Holdback funds and the construction industry amid COVID-19
April 14, 2020 By Kavita Sabharwal-Chomiuk
On March 20, 2020, the Ontario Lieutenant Governor in Canada made an order under s.7.1 of the Emergency Management and Civil Protection Act suspending limitation periods in any legislation, regulation, order or by-law. This move is retroactive to March 16, 2020 and will continue for the “duration of the emergency.”
The order was issued in an effort to protect the public from the expiry of legal rights in circumstances where the COVID-19 pandemic prevents parties from taking the steps necessary to preserve those rights. However, the order also impacts the operation of construction contractors who are finding that their holdback funds are being withheld by project owners, including government entities, who are now concerned about liens being filed on projects, even after the statutory lien period has ended.
According to the Surety Association of Canada (SAC), the impact of not receiving holdback funds can be devastating to contractors, many of whom are small businesses. Holdback funds represent the vast majority, if not the entirety, of many companies’ available operating capital. The SAC says that losing access to these funds will “result in many companies becoming illiquid very quickly. With fewer projects expected to come onto the market and with current broader economy stresses, this pool of readily available cash is critical to the ongoing viability of the affected construction businesses”.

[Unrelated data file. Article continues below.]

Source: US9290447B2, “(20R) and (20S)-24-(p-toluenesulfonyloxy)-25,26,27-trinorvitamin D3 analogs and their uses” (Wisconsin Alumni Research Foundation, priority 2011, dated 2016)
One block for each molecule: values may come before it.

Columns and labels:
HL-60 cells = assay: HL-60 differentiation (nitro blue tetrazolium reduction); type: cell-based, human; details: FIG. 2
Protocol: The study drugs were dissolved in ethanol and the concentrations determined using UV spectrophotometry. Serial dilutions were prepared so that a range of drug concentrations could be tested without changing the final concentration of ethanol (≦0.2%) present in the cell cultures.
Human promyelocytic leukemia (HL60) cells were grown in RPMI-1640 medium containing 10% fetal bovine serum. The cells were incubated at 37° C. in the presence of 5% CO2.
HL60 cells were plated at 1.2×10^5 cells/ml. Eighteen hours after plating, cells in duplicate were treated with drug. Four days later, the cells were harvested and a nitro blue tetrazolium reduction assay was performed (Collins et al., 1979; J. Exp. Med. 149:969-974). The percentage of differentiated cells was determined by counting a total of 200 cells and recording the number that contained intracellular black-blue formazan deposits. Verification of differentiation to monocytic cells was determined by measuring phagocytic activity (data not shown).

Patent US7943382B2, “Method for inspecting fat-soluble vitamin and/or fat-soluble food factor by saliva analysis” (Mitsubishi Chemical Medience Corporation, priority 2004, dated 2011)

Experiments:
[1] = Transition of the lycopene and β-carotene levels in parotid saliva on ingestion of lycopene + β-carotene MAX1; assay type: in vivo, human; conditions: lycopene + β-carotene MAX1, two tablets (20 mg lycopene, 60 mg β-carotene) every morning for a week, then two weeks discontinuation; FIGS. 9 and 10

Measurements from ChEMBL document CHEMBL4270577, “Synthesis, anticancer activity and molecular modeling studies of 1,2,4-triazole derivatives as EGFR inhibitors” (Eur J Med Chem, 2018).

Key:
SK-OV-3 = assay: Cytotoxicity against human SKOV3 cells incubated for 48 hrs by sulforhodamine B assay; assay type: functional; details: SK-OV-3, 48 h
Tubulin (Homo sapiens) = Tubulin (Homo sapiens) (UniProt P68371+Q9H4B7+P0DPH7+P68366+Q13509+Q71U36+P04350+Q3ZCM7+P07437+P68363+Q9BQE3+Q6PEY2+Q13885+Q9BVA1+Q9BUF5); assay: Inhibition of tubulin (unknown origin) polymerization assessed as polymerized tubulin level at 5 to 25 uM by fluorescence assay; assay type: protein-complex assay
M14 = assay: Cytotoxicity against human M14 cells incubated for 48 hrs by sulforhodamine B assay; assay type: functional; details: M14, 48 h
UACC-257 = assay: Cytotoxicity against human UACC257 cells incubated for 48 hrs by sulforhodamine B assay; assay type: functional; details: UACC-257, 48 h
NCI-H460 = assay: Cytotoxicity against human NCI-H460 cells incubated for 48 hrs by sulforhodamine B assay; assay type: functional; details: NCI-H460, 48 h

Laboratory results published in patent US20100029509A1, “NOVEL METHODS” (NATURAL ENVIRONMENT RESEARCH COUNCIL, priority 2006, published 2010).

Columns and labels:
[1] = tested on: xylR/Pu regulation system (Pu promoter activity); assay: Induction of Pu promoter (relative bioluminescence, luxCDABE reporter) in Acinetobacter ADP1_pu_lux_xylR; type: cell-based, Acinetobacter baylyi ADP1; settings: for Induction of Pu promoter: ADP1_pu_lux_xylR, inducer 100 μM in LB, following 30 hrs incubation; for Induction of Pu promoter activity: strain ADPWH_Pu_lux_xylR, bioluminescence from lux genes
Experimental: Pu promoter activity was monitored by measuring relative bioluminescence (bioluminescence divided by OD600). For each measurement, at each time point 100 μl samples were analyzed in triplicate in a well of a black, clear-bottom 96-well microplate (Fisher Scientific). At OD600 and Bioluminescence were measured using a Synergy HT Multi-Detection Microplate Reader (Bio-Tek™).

Steve Ness, president of the SAC, expressed concern about the impact that this suspension could have on construction firms. “We urge the government of Ontario to amend the order and to provide an exemption for the Construction Act of Ontario,” he said.
When asked about the possibility of having contractors provide a Holdback Repayment Bond that would protect project owners against liens and allow them to release the holdback money as it became due, Ness confirmed that these bonds could be used to assist contractors on projects where a performance and payment bond was in place. However, Ness noted that relying on holdback bonds comes with its own set of problems. “We’ll do whatever we can to help our contractor clients and holdback bonds will provide relief in some circumstances. But they may not be available or applicable on all projects and to all parties working on projects,” he said.
SAC is also concerned that the Holdback Repayment Bond approach could be risky for general contractors. According to Ness, the “pay-on-demand” nature of the bond could leave a contractor vulnerable in the event an unpaid subtrade or supplier further down the payment chain should file a lien which results in a claim under the bond.
“Contractors should be wary of the short-term fix that a holdback bond would provide, and perhaps explore less risky and more sustainable options,” he said. Ness pointed to the federal assistance initiatives such as the Business Credit Availability Program (BCAP) and the Canada Emergency Business Account (CEBA), both of which were created to provide Canadian businesses with emergency operating liquidity during the COVID-19 pandemic. More information on these programs can be found on the Canadian Construction Association’s website.
The SAC says that none of these alternative approaches are ideal and the best and most appropriate solution to the issue is to eliminate the problem that created it. He is calling on the premier of Ontario and attorney general to issue an amendment to the March 20 order that would exempt the Construction Act from this order.
“We’re here to help wherever we can, and we’ll work with our clients, the government and other stakeholders to find solutions and minimize the impact of COVID-19 on our industry,” Ness added.
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